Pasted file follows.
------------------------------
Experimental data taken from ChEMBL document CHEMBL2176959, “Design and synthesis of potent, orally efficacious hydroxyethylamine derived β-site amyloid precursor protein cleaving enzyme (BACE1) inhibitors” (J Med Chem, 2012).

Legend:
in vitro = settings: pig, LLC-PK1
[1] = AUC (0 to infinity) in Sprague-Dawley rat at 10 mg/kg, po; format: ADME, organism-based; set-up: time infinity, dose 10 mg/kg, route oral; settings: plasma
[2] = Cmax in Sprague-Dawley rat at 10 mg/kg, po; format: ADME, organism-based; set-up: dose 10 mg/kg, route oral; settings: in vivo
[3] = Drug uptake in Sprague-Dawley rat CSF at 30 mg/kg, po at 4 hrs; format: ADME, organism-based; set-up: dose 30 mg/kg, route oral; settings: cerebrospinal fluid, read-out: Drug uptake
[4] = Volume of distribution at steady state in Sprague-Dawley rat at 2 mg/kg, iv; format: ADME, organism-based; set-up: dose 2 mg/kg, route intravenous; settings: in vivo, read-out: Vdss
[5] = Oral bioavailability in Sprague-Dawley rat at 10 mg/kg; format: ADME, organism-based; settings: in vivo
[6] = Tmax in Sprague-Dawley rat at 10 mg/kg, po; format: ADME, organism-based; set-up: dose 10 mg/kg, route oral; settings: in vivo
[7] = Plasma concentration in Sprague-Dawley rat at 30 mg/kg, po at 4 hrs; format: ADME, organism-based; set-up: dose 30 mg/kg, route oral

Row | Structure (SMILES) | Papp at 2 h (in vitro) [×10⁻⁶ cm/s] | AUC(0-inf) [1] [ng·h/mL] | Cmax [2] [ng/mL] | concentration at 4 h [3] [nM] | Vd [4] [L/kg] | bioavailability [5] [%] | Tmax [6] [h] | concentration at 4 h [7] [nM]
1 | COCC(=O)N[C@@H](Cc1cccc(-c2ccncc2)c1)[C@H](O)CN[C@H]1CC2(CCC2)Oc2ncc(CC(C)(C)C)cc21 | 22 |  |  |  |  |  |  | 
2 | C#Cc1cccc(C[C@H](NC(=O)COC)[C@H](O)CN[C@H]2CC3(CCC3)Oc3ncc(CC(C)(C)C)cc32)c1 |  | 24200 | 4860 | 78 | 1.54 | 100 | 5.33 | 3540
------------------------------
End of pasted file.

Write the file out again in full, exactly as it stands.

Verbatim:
Experimental data taken from ChEMBL document CHEMBL2176959, “Design and synthesis of potent, orally efficacious hydroxyethylamine derived β-site amyloid precursor protein cleaving enzyme (BACE1) inhibitors” (J Med Chem, 2012).

Legend:
in vitro = settings: pig, LLC-PK1
[1] = AUC (0 to infinity) in Sprague-Dawley rat at 10 mg/kg, po; format: ADME, organism-based; set-up: time infinity, dose 10 mg/kg, route oral; settings: plasma
[2] = Cmax in Sprague-Dawley rat at 10 mg/kg, po; format: ADME, organism-based; set-up: dose 10 mg/kg, route oral; settings: in vivo
[3] = Drug uptake in Sprague-Dawley rat CSF at 30 mg/kg, po at 4 hrs; format: ADME, organism-based; set-up: dose 30 mg/kg, route oral; settings: cerebrospinal fluid, read-out: Drug uptake
[4] = Volume of distribution at steady state in Sprague-Dawley rat at 2 mg/kg, iv; format: ADME, organism-based; set-up: dose 2 mg/kg, route intravenous; settings: in vivo, read-out: Vdss
[5] = Oral bioavailability in Sprague-Dawley rat at 10 mg/kg; format: ADME, organism-based; settings: in vivo
[6] = Tmax in Sprague-Dawley rat at 10 mg/kg, po; format: ADME, organism-based; set-up: dose 10 mg/kg, route oral; settings: in vivo
[7] = Plasma concentration in Sprague-Dawley rat at 30 mg/kg, po at 4 hrs; format: ADME, organism-based; set-up: dose 30 mg/kg, route oral

Row | Structure (SMILES) | Papp at 2 h (in vitro) [×10⁻⁶ cm/s] | AUC(0-inf) [1] [ng·h/mL] | Cmax [2] [ng/mL] | concentration at 4 h [3] [nM] | Vd [4] [L/kg] | bioavailability [5] [%] | Tmax [6] [h] | concentration at 4 h [7] [nM]
1 | COCC(=O)N[C@@H](Cc1cccc(-c2ccncc2)c1)[C@H](O)CN[C@H]1CC2(CCC2)Oc2ncc(CC(C)(C)C)cc21 | 22 |  |  |  |  |  |  | 
2 | C#Cc1cccc(C[C@H](NC(=O)COC)[C@H](O)CN[C@H]2CC3(CCC3)Oc3ncc(CC(C)(C)C)cc32)c1 |  | 24200 | 4860 | 78 | 1.54 | 100 | 5.33 | 3540